The refusal by these 24 members to pay their dues triggered the payment crisis in August.
During a forensic audit commissioned by the Forward Markets Commission (FMC), it emerged “25 buyers were introduced on the NSEL platform over the last four years. No due diligence of these buyers was done and buyers with very poor credentials had been introduced into the NSEL system.”
NSEL admitted several of its borrowing members such as N K Proteins, Mohan India, Sankhya Investments, Yathuri, Namdhari Food International, Tavishi Enterprises, Shree Radhey Trading, Metkore Alloys & Industries and Topworth Steel and Powers, when one or more of their KYC documents such as identity proof, address proof, details of promoter group, etc, were not available.
These members account for about Rs 2,700 crore or nearly half of the total dues. Some of these such as Tavishi and Yathuri have gone hostile. Tavishi has even initiated legal proceedings, saying it never received the goods against Rs 346 crore dues shown by the exchange.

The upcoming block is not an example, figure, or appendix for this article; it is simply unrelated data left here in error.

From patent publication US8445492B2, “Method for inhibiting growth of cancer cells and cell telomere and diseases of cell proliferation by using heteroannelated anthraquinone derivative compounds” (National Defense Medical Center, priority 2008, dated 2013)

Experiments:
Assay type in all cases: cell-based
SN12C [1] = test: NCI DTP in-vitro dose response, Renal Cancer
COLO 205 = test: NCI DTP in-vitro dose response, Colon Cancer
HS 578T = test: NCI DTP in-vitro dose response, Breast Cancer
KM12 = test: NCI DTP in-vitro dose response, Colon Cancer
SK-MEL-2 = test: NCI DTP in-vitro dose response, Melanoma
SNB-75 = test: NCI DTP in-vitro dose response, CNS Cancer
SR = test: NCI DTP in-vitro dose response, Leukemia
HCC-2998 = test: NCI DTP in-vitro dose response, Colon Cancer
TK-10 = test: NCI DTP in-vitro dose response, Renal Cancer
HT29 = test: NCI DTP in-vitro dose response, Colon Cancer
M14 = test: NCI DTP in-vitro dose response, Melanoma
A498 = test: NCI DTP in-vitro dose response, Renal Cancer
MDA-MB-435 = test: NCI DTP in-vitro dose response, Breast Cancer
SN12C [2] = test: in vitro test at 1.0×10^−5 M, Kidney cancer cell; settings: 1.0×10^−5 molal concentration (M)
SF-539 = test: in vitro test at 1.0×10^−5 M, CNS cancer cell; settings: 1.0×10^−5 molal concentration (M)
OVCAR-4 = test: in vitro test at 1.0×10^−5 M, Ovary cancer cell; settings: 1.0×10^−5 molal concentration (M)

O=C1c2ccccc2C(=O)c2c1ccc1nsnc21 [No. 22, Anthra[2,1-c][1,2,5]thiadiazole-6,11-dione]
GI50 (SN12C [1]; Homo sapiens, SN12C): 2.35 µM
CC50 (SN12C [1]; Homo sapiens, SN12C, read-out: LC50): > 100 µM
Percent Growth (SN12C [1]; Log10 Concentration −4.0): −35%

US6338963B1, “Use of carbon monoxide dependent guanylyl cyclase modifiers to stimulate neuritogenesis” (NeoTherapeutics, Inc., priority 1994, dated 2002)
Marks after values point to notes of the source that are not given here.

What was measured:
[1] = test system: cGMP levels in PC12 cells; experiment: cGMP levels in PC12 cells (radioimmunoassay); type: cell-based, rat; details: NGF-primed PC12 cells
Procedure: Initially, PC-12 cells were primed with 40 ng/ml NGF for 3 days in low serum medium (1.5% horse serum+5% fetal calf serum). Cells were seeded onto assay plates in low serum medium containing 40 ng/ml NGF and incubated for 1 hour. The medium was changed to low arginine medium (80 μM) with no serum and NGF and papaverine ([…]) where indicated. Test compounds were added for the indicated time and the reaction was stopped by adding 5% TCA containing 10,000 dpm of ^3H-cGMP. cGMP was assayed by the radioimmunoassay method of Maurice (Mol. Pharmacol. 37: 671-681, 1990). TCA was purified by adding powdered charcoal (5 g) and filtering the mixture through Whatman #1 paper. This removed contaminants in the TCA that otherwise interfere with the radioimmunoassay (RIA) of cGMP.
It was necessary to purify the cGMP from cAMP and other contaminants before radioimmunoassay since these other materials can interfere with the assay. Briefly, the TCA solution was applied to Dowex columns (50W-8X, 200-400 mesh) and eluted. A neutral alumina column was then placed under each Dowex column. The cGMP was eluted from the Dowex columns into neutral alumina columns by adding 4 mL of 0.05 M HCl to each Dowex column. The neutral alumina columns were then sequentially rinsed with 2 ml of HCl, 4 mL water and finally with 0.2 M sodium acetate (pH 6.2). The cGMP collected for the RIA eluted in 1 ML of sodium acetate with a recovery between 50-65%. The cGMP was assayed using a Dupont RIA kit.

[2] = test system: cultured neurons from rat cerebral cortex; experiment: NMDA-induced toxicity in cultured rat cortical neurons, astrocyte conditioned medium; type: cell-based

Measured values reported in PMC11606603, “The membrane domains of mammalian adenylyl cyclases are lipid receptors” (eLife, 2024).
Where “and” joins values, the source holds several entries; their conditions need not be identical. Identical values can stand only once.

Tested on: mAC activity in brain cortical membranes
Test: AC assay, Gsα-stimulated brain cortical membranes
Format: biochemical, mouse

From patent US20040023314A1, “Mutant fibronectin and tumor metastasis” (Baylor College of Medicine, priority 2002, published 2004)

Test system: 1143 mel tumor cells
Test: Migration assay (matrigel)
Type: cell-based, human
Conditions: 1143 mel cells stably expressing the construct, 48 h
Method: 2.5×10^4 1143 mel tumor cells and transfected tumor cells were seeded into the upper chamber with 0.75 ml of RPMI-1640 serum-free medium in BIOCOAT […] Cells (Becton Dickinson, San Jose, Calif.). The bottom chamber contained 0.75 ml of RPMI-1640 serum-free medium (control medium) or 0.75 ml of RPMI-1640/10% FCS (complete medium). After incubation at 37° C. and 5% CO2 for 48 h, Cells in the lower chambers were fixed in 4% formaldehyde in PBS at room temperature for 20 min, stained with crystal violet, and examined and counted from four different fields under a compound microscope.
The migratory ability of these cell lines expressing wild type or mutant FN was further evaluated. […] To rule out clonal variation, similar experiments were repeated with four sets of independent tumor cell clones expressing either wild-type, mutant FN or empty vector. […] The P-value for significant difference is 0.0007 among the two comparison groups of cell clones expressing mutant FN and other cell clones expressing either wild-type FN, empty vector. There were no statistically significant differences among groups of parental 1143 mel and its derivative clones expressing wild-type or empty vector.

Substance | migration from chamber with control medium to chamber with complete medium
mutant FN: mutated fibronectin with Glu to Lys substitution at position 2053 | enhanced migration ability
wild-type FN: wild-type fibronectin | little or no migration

In some cases, even the security deposit was not fully received. In the case of Chandigarh-based LOIL group entities and Andhra-based Sankhya Investments, the security deposit was only partially received.
Further, the audit also found LOIL group firms LOIL Overseas, LOIL continental foods and LOIL Health Foods had a common director in Balbir Singh. This was in contravention of Rule 33 of the NSEL rules. Yet, exceptional approval was given for them to trade by the then managing director & chief executive officer, Anjani Sinha, and his juniors, but the grounds of this exceptional approval were not documented, the auditor found.
FMC has issued a show-cause notice based on the findings of the forensic auditor.
An NSEL spokesperson said he could not offer any comments, since the report was confidential.